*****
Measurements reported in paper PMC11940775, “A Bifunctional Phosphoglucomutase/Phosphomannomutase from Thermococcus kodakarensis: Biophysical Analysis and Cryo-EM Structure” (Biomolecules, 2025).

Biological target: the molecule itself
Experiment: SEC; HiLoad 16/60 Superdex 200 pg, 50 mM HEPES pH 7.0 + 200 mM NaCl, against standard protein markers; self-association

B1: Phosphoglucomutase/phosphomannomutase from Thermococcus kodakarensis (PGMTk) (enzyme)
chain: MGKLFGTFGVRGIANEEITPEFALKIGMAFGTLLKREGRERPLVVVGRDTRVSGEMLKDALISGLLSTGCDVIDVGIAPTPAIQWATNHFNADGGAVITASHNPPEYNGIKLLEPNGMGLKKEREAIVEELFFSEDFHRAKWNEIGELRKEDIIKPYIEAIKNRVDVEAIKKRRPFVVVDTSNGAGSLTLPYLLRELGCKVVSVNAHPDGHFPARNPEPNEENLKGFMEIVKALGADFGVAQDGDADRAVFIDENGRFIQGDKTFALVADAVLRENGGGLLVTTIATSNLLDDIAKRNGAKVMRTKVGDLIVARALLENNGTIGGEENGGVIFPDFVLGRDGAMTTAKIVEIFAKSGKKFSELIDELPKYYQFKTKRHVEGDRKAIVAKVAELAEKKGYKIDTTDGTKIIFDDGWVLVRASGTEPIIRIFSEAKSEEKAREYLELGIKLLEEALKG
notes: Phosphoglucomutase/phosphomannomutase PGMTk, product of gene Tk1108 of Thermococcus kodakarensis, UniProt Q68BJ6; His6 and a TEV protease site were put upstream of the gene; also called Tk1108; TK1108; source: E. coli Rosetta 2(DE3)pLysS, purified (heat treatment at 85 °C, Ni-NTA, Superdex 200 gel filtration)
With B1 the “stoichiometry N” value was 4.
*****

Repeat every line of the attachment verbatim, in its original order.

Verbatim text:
Measurements reported in paper PMC11940775, “A Bifunctional Phosphoglucomutase/Phosphomannomutase from Thermococcus kodakarensis: Biophysical Analysis and Cryo-EM Structure” (Biomolecules, 2025).

Biological target: the molecule itself
Experiment: SEC; HiLoad 16/60 Superdex 200 pg, 50 mM HEPES pH 7.0 + 200 mM NaCl, against standard protein markers; self-association

B1: Phosphoglucomutase/phosphomannomutase from Thermococcus kodakarensis (PGMTk) (enzyme)
chain: MGKLFGTFGVRGIANEEITPEFALKIGMAFGTLLKREGRERPLVVVGRDTRVSGEMLKDALISGLLSTGCDVIDVGIAPTPAIQWATNHFNADGGAVITASHNPPEYNGIKLLEPNGMGLKKEREAIVEELFFSEDFHRAKWNEIGELRKEDIIKPYIEAIKNRVDVEAIKKRRPFVVVDTSNGAGSLTLPYLLRELGCKVVSVNAHPDGHFPARNPEPNEENLKGFMEIVKALGADFGVAQDGDADRAVFIDENGRFIQGDKTFALVADAVLRENGGGLLVTTIATSNLLDDIAKRNGAKVMRTKVGDLIVARALLENNGTIGGEENGGVIFPDFVLGRDGAMTTAKIVEIFAKSGKKFSELIDELPKYYQFKTKRHVEGDRKAIVAKVAELAEKKGYKIDTTDGTKIIFDDGWVLVRASGTEPIIRIFSEAKSEEKAREYLELGIKLLEEALKG
notes: Phosphoglucomutase/phosphomannomutase PGMTk, product of gene Tk1108 of Thermococcus kodakarensis, UniProt Q68BJ6; His6 and a TEV protease site were put upstream of the gene; also called Tk1108; TK1108; source: E. coli Rosetta 2(DE3)pLysS, purified (heat treatment at 85 °C, Ni-NTA, Superdex 200 gel filtration)
With B1 the “stoichiometry N” value was 4.